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TIPS ON MALARIA

  • HOW CAN MOSQUITOES BE CONTROLLED?

    Mosquitoes around the home can be reduced significantly by minimizing the amount of standing water available for mosquito breeding. Residents are urged to reduce standing water around the home in a variety of ways.

  • HOW CAN I PROTECT MYSELF FROM MOSQUITO-BORN DISEASES?

    The best way is to avoid being bitten by mosquitoes.This can be accomplished using personal protecting  while outdoors when mosquitoes are present. Treated bed nets should be used sleeping. Mosquito repellent should be used when outdoor.

  • WHO ARE AT RISK?


    Nearly half of the world’s population is at risk of getting malaria. Pregnant women are particularly at risk of malaria. Children under 5 years are at high risk of malaria.
     

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Against all odds

By Bernard Okebe, Kenya

Journalism student at the Eldoret-based Moi University is ever ready and proud to narrate her case to encourage society to pay attention to the needs of malaria victims and people with disabilities.

Back in 1989, when she was just three years old, Diana Chebet Yatich, was attacked by severe Malaria which saw her moved from one health facility and practitioner to another after receiving an initial chloroquine injection. This marked the beginning of the total loss of her sight.

Determined to help their daughter, Diana’s parents visited some of the leading public and private Kenyan health facilities when her left-eye sight condition failed to improve as a result of the anti-malarial injection.

It was however a visit to a private medical Practitioner, Dr Kiptui Sang’, which revealed that the various chloroquine injections could have led to blindness as a result of damage on the optic nerve in the eye.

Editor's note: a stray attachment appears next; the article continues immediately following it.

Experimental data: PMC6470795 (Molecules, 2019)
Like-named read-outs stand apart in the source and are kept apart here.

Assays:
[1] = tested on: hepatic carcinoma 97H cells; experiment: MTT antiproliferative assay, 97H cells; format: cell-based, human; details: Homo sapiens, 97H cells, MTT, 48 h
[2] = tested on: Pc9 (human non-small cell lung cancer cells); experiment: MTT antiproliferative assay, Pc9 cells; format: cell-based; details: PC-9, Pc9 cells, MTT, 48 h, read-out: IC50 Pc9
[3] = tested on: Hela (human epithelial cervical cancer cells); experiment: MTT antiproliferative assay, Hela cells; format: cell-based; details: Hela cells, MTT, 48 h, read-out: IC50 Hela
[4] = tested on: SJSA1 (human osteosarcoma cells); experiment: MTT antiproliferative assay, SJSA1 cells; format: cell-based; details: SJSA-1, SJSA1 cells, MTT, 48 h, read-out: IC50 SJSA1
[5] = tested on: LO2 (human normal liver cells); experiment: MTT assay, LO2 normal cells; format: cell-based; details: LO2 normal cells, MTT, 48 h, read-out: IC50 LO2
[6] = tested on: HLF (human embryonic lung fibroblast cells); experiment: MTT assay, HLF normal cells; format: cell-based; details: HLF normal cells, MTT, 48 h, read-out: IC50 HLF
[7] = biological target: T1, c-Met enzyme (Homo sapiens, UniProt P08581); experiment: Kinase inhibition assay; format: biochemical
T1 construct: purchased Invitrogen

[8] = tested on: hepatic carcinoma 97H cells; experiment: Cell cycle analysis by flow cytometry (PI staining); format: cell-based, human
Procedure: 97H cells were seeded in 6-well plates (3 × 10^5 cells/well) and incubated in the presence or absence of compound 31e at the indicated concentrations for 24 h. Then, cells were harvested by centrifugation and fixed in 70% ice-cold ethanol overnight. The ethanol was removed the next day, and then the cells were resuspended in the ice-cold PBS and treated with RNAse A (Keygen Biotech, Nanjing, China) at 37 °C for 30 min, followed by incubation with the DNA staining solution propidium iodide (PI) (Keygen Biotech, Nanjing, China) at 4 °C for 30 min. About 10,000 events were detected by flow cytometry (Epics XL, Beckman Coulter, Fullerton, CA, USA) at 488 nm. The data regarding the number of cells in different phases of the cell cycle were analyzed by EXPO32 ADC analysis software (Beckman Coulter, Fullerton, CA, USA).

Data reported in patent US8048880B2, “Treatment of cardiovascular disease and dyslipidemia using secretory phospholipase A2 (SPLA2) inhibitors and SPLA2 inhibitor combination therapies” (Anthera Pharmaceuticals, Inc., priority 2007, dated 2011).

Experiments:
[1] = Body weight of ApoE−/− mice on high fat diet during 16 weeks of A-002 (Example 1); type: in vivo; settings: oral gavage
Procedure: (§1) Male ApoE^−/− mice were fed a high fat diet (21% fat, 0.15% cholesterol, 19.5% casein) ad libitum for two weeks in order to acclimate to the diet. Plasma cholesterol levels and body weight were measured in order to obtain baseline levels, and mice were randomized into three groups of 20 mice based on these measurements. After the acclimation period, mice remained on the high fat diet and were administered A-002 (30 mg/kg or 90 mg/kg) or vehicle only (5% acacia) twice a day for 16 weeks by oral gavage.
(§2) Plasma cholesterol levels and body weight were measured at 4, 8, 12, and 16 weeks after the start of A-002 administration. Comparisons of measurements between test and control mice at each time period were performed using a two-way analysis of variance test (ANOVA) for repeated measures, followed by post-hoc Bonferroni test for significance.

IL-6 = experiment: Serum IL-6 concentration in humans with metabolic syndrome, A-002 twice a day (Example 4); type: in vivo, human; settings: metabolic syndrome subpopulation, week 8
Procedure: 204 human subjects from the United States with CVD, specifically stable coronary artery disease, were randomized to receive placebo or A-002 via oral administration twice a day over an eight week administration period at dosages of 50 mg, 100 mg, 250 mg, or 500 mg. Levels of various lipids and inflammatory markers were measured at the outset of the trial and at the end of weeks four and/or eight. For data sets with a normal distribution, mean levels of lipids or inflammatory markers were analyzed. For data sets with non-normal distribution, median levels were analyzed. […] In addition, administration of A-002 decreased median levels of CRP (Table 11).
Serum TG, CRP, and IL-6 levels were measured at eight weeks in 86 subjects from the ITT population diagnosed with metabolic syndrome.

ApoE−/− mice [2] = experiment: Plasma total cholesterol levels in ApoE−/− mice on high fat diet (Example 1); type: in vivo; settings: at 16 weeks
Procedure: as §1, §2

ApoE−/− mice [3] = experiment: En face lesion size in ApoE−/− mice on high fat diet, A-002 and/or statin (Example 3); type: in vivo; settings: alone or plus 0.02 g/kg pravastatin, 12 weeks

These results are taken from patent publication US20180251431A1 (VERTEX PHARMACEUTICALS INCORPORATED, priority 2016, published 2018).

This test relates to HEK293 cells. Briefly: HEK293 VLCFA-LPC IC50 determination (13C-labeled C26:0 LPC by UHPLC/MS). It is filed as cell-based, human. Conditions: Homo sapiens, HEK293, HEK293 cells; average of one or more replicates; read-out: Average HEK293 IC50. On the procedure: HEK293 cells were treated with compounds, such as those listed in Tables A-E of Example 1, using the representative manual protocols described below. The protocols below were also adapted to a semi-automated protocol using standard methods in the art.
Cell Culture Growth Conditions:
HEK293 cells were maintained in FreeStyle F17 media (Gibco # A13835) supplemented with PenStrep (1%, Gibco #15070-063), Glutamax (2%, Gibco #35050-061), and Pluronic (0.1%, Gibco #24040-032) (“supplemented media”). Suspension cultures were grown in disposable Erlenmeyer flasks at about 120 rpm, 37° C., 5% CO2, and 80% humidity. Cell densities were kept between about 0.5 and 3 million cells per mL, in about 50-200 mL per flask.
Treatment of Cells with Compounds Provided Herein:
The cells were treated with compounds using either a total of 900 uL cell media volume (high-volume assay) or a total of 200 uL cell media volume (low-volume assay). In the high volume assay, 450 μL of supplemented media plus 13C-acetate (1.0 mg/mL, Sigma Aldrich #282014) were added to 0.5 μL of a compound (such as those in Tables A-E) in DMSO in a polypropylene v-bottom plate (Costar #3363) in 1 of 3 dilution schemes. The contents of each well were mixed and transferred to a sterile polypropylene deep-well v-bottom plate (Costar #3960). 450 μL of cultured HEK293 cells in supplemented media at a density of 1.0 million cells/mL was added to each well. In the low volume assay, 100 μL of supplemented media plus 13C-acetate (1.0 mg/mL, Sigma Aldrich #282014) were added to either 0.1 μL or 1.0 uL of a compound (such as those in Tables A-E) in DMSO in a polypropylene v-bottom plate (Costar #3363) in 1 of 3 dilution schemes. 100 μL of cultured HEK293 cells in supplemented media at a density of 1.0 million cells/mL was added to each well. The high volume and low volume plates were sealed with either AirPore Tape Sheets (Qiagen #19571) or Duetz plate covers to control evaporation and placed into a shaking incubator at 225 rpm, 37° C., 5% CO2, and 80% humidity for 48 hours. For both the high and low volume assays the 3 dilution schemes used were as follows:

The eye specialist, says Diana, observed that it was late for the situation to be reversed as it was one year later after the initial injection.

 “My Parents say that I was given several injections of undiluted chloroquine as the Malaria was severe and I was not put on drip-water. Dr Kiptui Sang’ then concluded that could have caused the damage of the optic nerve hence the sight loss,” she narrates.

 Some research information reveal that Chloroquine can cause degeneration of optic nerve and it can also cause irreversible retinal damage, leading to degeneration, blind spots in vision, reduced colour vision, and blurred central vision.    

Despite all these challenges, the 26 year-old Kenyan lady has however refused to entertain societal norms associated with disabilities and instead became a strong advocate for Malaria eradication.

 Diana has continued to offer anti-malarial and motivational talks in various programmes and functions in her locality.

Though visually impaired, Diana has fought the challenges that would deter her from climbing the success ladder since she totally lost her sight at a tender age of four.